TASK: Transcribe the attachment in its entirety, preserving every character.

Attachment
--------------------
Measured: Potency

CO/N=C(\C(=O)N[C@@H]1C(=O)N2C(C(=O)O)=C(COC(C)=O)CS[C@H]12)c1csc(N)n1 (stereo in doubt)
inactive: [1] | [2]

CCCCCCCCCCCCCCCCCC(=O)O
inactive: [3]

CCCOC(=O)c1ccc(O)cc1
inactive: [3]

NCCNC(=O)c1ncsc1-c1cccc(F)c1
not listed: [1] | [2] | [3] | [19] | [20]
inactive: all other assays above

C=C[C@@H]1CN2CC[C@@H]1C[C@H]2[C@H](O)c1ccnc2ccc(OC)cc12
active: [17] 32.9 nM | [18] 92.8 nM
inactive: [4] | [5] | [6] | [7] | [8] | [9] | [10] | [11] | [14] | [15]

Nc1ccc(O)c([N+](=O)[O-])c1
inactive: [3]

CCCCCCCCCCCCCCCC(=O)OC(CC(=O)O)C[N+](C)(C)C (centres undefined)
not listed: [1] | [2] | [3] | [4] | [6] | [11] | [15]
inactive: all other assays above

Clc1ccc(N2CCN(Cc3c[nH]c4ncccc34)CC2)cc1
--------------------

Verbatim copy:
Measured: Potency

CO/N=C(\C(=O)N[C@@H]1C(=O)N2C(C(=O)O)=C(COC(C)=O)CS[C@H]12)c1csc(N)n1 (stereo in doubt)
inactive: [1] | [2]

CCCCCCCCCCCCCCCCCC(=O)O
inactive: [3]

CCCOC(=O)c1ccc(O)cc1
inactive: [3]

NCCNC(=O)c1ncsc1-c1cccc(F)c1
not listed: [1] | [2] | [3] | [19] | [20]
inactive: all other assays above

C=C[C@@H]1CN2CC[C@@H]1C[C@H]2[C@H](O)c1ccnc2ccc(OC)cc12
active: [17] 32.9 nM | [18] 92.8 nM
inactive: [4] | [5] | [6] | [7] | [8] | [9] | [10] | [11] | [14] | [15]

Nc1ccc(O)c([N+](=O)[O-])c1
inactive: [3]

CCCCCCCCCCCCCCCC(=O)OC(CC(=O)O)C[N+](C)(C)C (centres undefined)
not listed: [1] | [2] | [3] | [4] | [6] | [11] | [15]
inactive: all other assays above

Clc1ccc(N2CCN(Cc3c[nH]c4ncccc34)CC2)cc1